The Circum Pacific Belt

About 80 percent of all active volcanoes are in this belt that encircles the Pacific Ocean. Due to the presence of a large number of volcanoes here, it is also called the ‘Pacific Ring of Fire’.

The main active volcanoes are the Andes Mountains of South America,

the Rocky Mountains of North America, the Aleutian Islands and the Kuril and Japanese Islands, Taiwan, the Philippines and the Indonesian Islands, New Zealand, and the Hawaiian Islands, as well as a large number of volcanoes.

The Mediterranean Belt

It is also called the ‘Middle World Mountain Belt’, it extends from the Mediterranean Sea to the Himalayas. It includes the Alpine and Himalayan mountain systems.

From the eastern region of the Himalayas, it turns south and extends up to Andaman, Nikabar.

It meets Indonesia in the Pacific belt. The young fold mountains of this belt are the Alpine and the Himalayas.

Major Land Forms

Mountains, plateaus, and plains are the main landforms.


Mountains are amazing figures raised about 100 meters from the surface of the land, when they are above 1600 meters, they are called mountains and when they are below, they are called hills.

It becomes very high from its surrounding area. Mountains have steep slopes, peaks, and steep ranges.

Types of Mountains

Young and Old Mountains

The characteristics of young mountains are sharp. The symptoms of old people are circular. The Himalayas are comparatively young mountains. Aravalli is an old mountain.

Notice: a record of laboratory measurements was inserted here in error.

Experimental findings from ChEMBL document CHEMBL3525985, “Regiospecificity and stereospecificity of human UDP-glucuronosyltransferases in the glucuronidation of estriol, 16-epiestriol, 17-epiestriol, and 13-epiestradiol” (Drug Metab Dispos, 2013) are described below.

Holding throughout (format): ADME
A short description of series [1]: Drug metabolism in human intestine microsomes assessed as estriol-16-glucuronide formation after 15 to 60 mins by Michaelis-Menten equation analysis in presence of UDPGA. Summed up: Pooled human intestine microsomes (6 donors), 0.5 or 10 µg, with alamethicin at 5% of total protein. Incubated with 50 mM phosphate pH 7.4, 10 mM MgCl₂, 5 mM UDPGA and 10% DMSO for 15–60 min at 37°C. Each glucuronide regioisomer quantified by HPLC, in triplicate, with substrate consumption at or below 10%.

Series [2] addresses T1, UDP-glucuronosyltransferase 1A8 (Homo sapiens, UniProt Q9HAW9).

Fold Mountains

These mountains are formed due to forces exerting pressure from opposite directions. twist or parallel there are chains. They are caused by the twisting and lifting of the earth’s crust.

Residual Mountains

The Nilgiri mountain range of Tamil Nadu has been formed by rivers, winds, and other external factors of the surrounding land. The Rajmahal hills of Bihar-Bengal are also examples of residual mountains. Mountains are also formed by the erosion of volcanic materials.


The surface of the Itars is raised from the surrounding flat land. These are formed by the lifting of the crust at some point in time.

The plateaus of Western Australia and Southern Africa acquired their original landform during the formation of the Earth’s crust.

Some plateaus are divided by rivers. Others, such as Tibet, are surrounded by mountains. The South Peninsular Plateau of India is the oldest plateau in the world.


A plain is a wide area of ​​land that is either flat or somewhat undulating. Plains are also called lowlands.

Alluvial Plains

These are made of sediments that have been brought down by rivers.

(i) The Gangetic Plain of India is an example of such plains.

(ii) Drift Plains: These are formed by glacial deposits; Like Canada.

(iii) Depositional Plains: The flowing winds form the depository plains; such as Northwest China. These plains are formed due to the sand carried by the wind.

(iv) Refuge Plain (Plain Formed in Erosion): These are formed by the erosion of plateaus and mountains. The Canadian Shield is an example of such plains.

(v) Structural Plains: Structural plains are formed where a sea floor surrounds a raised peninsula. The South Eastern Plains in America is formed in this way.

Formation of Soil

If weathered rock particles remain exposed for a long time, chemical and organic changes take place. These changes turn small pieces of rock into soil.

Soils are very important for the growth of plants. The formation of soils depends on the climate of the place, rock types, vegetation, and slope of the land.